The philosophy of the Pesticide Management Plan is that DPR and the State Board adopt a four-stage approach to minimize the potential for pesticide movement to ground and surface waters. In Stage 1, prevention of pesticide contamination of ground and surface water is promoted through education and outreach efforts. Stage 2 will be initiated following detections of pesticides that require response. It relies on voluntary or cooperative efforts to identify and implement the most appropriate site-specific reduced risk practices. If adequate protection cannot be achieved by Stage 2, DPR and the county agricultural commissioners will implement Stage 3. In Stage 3, reduced-risk practices will be implemented based on restricted material use permit requirements, regulations, and other regulatory authority used by DPR and the county agricultural commissioners. If Stage 4 is necessary, the State and Regional Boards will use water quality control planning programs or other appropriate regulatory measures consistent with applicable authorities and the provisions of the Nonpoint Source Management Plan approved by the State Board. These four stages may not be implemented in sequential order, but rather as necessary to protect beneficial uses.
Groundwater Protection List monitoring
Conducted to determine whether residues of suspected leachers listed in 3 CCR 6800(b) occur in groundwater under certain conditions.
Management Agency Agreement
Agreements between government agencies to coordinate water quality issues.
The term mitigation as used for the MAA and Plan means to moderate or eliminate an existing condition at a specific site using such reduced-risk practices as noted in Appendix II of the Plan. It does not include remediation, provide other water supplies, or create wetlands.
Nonpoint Source Pollution
Pollution that originates from diffuse sources.
Nonpoint Source Management Plan
Adopted by the State Board in 1988, the Plan outlines three management approaches in addressing nonpoint source problems, including pesticide runoff:
(a) Voluntary implementation of best management practices.
(b) Regulatory-based encouragement of best management practices.
(c) Waste discharge requirements.
Pesticide Management Plan
California Pesticide Management Plan for Water Quality.
Quality of the water(s)
Refers to chemical, physical, biological, bacteriological, radiological, and other properties and characteristics of water that affect its use.
California Regional Water Quality Control Board.
Any pest management practice that is a cost-effective alternative to a current practice and judged to be of overall less risk to human health and the environment.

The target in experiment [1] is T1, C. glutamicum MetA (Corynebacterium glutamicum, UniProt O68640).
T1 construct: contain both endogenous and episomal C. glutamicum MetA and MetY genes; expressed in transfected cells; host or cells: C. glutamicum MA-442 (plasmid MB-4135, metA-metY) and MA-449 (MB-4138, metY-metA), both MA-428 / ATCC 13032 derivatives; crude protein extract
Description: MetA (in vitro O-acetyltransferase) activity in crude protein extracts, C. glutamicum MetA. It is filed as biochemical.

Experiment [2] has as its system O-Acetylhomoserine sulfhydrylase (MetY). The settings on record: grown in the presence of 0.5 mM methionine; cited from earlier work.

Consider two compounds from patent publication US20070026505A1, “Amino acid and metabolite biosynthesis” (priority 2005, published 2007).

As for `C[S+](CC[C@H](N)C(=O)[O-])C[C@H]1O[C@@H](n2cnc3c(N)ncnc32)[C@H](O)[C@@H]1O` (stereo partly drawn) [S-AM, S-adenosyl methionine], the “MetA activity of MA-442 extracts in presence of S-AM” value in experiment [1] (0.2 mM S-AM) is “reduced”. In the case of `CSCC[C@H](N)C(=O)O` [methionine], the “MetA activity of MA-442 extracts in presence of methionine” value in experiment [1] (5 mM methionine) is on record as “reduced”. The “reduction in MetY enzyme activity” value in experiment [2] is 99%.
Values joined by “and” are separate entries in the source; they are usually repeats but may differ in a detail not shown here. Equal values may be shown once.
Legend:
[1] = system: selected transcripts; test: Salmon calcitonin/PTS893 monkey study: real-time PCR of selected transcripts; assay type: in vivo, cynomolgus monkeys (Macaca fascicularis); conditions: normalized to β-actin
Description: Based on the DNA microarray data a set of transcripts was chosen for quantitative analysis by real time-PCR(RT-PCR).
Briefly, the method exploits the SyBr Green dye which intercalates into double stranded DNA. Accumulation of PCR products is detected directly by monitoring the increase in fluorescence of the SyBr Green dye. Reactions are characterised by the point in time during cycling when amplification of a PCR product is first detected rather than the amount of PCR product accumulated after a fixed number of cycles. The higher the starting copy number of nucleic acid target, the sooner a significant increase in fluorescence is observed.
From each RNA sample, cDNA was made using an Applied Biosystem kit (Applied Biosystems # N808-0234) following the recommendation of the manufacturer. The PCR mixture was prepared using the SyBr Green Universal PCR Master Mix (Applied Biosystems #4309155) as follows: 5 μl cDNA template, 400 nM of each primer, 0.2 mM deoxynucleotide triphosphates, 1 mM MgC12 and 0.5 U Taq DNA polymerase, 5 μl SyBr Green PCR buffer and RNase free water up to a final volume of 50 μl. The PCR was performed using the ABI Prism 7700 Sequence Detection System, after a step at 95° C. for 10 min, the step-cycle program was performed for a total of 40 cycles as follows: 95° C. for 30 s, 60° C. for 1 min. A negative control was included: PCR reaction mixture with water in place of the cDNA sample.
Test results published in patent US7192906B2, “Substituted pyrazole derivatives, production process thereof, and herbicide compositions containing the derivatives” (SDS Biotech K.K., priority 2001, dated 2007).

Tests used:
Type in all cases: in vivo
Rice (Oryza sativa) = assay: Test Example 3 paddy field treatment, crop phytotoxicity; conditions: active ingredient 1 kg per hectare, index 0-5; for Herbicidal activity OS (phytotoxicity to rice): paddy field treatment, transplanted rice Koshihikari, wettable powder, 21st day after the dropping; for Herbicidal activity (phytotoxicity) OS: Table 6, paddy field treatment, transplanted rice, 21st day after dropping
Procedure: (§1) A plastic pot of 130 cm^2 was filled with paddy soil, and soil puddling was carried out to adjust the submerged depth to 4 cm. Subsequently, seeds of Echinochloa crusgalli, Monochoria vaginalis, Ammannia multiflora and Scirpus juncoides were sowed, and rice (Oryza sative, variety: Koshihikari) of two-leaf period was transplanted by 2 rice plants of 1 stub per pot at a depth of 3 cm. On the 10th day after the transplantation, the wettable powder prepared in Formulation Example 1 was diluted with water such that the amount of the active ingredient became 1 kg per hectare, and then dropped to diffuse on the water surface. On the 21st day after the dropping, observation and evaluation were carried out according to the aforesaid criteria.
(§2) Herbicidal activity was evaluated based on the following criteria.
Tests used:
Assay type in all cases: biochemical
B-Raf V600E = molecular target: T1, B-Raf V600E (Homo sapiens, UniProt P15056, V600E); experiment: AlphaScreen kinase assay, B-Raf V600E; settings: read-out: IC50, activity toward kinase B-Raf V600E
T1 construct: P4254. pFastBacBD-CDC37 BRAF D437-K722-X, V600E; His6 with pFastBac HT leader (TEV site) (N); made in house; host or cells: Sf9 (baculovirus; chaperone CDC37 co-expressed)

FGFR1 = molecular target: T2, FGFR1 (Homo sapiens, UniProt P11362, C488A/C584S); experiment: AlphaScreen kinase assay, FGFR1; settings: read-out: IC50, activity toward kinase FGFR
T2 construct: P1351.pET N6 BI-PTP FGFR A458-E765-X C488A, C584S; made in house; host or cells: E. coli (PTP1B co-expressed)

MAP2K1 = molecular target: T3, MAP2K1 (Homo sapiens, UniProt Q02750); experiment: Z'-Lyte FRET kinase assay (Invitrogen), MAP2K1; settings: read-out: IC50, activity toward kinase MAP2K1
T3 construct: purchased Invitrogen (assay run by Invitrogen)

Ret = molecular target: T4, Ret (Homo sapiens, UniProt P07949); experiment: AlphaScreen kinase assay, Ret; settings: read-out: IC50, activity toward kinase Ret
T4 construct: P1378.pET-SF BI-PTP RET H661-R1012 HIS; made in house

State Water Resources Control Board.
Adopted by the State Board to address water quality concerns for surface waters that overlap Regional Board boundaries, are statewide in scope, or are otherwise considered significant.
Water quality objectives
The limit or level of a water quality constituent or characteristic established for the reasonable protection of beneficial uses of the water or the prevention of a nuisance in a specific area [CWC Section 13050(h)]. Thus, the designated beneficial uses to be made of the water result in objectives based upon sound scientific rationale to protect the designated beneficial uses.
Factors to be considered in establishing water quality objectives shall include, but not be limited to, all of the following (CWA Section 13241):
1. Past, present, and probable future beneficial uses of water.
2. Environmental characteristics of the hydrographic unit under consideration, including the quality of water available.
3. Water quality conditions that could reasonably be achieved through the coordinated control of all factors which affect water quality in the area.
4. Economic considerations.
5. The need for developing housing within the region.
6. The need to develop and use recycled water.
Water quality objectives can be either numerical values based upon CWA guidance [section 304(a)] or other scientifically defensible methods or narrative objectives with which compliance is evaluated through methods such as biomonitoring methods. Water quality objectives must support the most sensitive of the designated beneficial uses (40 CFR 131.11).
Water Quality Standards
Established through the basin planning process. Water quality standards consist of the designated beneficial uses and water quality objectives of the Statewide and Basin Plans. Water quality standards shall protect the public health or welfare, enhance the quality of water, and serve the purposes of the CWA. Such standards must take into consideration the use and value of water for: (1) public water supplies; (2) the protection and propagation of fish, shellfish, and wildlife; (3) recreation in and on the water; and (4) agricultural, industrial, and other purposes including navigation [CWA section 303(c)].
|BMP||Best Management Practice|
|CACSA||County Agricultural Commissioners and Sealers Association|
|Cal/EPA||California Environmental Protection Agency|
|CCR||California Code of Regulations|
|3 CCR||Title 3, California Code of Regulations|
|CFR||Code of Federal Regulations|
|CWA||Clean Water Act of 1972|
|DPR||Department of Pesticide Regulation|
|DTSC||Department of Toxic Substances Control|
|EM & PM||Environmental Monitoring and Pest Management|
|FAC||Food and Agriculture Code|